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Featured · Queen’s Park ·
October
5
2022

The Underground Map is a project which is creating street histories for the areas of London and surrounding counties lying inside the M25.

In a series of maps from the 1750s until the 1950s, you can see how London grew from a city which only reached as far as Park Lane into the post war megapolis we know today. There are now over 85 000 articles on all variety of locations including roads, houses, schools, pubs and palaces.

You can begin exploring by choosing a place from the dropdown list at the top.

As maps are displayed, click on the markers to view location articles.

Latest on The Underground Map...
Northumberland Avenue, WC2N
Northumberland Avenue runs from Trafalgar Square in the west to the Thames Embankment in the east. In 1608–09, Henry Howard, 1st Earl of Northampton built a house on the eastern side of the former Chapel and Hospital of St. Mary Rounceval, at Charing Cross, including gardens running to the River Thames and adjoining Scotland Yard to the west. The estate became the property of Algernon Percy, 10th Earl of Northumberland when he married Howard’s great-great niece, Lady Elizabeth, in 1642, whereupon it was known as Northumberland House.

In June 1874, the whole of Northumberland House was purchased by the Metropolitan Board of Works and demolished to form Northumberland Avenue, which would accommodate hotels. The road was part built on the parallel Northumberland Street.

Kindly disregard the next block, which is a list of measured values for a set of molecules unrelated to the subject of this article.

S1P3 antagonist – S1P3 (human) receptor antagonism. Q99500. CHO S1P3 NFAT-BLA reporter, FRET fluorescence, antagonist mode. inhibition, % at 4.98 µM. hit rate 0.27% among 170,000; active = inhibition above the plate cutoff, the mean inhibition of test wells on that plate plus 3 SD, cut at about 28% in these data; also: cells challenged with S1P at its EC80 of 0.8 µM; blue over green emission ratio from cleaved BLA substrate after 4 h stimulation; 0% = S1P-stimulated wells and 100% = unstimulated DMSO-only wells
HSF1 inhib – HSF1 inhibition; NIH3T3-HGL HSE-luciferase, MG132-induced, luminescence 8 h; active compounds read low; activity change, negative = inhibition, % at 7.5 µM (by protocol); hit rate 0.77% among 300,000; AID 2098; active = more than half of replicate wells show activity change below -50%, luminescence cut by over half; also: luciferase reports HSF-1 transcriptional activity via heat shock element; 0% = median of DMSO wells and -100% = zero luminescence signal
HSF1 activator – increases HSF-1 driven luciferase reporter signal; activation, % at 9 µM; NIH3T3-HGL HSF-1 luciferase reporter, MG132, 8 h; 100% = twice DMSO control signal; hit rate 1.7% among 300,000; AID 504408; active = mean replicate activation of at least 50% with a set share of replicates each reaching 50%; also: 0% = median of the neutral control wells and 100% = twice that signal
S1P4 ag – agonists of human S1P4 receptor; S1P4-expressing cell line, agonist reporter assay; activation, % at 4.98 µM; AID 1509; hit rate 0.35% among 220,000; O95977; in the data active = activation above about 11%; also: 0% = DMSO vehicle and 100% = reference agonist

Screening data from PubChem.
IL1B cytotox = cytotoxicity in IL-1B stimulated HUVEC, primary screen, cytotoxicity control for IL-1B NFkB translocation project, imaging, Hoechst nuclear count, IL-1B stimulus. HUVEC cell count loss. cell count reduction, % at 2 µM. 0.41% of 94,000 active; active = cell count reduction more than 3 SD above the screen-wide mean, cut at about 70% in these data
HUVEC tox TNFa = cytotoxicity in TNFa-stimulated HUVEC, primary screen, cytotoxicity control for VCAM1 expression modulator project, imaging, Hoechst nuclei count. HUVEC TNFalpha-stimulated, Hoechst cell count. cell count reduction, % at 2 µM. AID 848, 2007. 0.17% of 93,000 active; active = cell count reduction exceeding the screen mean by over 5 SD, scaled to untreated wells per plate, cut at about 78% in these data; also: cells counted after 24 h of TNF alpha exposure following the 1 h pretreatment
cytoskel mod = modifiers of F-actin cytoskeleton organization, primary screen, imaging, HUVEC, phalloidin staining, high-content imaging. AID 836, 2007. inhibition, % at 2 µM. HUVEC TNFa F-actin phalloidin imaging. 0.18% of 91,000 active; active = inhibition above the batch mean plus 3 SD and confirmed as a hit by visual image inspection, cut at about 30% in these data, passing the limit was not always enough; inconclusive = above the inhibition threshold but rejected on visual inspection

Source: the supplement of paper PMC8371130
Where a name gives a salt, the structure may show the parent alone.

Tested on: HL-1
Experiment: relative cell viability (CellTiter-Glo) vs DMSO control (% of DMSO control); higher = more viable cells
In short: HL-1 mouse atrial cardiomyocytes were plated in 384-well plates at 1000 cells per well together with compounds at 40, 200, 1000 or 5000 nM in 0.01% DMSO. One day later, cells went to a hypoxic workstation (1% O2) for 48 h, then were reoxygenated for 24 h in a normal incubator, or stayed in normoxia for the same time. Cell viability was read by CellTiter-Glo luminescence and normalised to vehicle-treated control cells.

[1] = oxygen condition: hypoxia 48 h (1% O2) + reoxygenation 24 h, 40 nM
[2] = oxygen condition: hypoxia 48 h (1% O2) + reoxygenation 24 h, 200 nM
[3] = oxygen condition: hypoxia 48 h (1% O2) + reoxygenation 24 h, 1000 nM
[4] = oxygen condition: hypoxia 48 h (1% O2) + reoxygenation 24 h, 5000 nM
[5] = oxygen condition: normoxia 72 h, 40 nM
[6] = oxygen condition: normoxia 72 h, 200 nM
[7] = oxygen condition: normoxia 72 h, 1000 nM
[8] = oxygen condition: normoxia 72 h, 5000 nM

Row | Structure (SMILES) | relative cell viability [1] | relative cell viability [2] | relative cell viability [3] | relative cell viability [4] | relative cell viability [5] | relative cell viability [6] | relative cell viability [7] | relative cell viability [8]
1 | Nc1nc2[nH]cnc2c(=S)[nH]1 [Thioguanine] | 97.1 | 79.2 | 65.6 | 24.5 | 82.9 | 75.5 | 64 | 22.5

Contemporary planning permissions forbade hotels to be taller than the width of the road they were on; consequently Northumberland Avenue was built with a wide carriageway. Part of the parallel Northumberland Street was demolished in order to make way for the avenue’s eastern...

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JULY
26
2022

 

Houghton Street (1906)
A greengrocer’s on the corner of Houghton Street and Clare Market (behind The Strand) in 1906 just before demolition The thoroughfare known as Clare Market, leading eastwards into Lincoln’s Inn Fields, was so called in honour of the Earl of Clare, who lived "in a princely mansion" adjacent. His name is inscribed as a parishioner of St. Clement Danes in the ratebooks of 1617. In Howell’s "Londinopolis" of 1657 we read: "Then is there, towards Drury Lane, a new market, called Clare Market; then is there a street and palace of the same name, built by the Earl of Clare, who lived there in a princely mansion, having a house, a street, and a market both for flesh and fish, all bearing his name." It is also mentioned by Strype:- "Clare Market, very considerable and well served with provisions, both flesh and fish; for, besides the butchers in the shambles, it is much resorted unto by the country butchers and higglers. The market-days are Wednesdays and Saturdays."

"This market," says Nightingale, in the tenth volume of the Beauties of England and Wales, "stands on what was...
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JULY
25
2022

 

The Hare
The Hare is situated at 505 Cambridge Heath Road The Hare has existed on this site since the 1770s. The current building dates from around 1860.
»read full article


JUNE
21
2022

 

High Barnet - Totteridge walk
This walk takes in the top of the Northern Line High Barnet is a London Underground station and, in the past, a railway station, located in Chipping Barnet. It is the terminus of the High Barnet branch of the Northern line and is the start of a walk which takes us on to Totteridge and Whetstone station.

High Barnet station was an idea of the Edgware, Highgate and London Railway and was opened on 1 April 1872 by the Great Northern Railway which had taken over by then. It was situated on one of the original sites of the Barnet Fair and was the terminus of the branch line that ran from Finsbury Park via Highgate.

The section north of East Finchley was incorporated into the London Underground network because of the Northern Heights project begun in the late 1930s. High Barnet station was served by Northern line trains from 14 April 1940 onwards.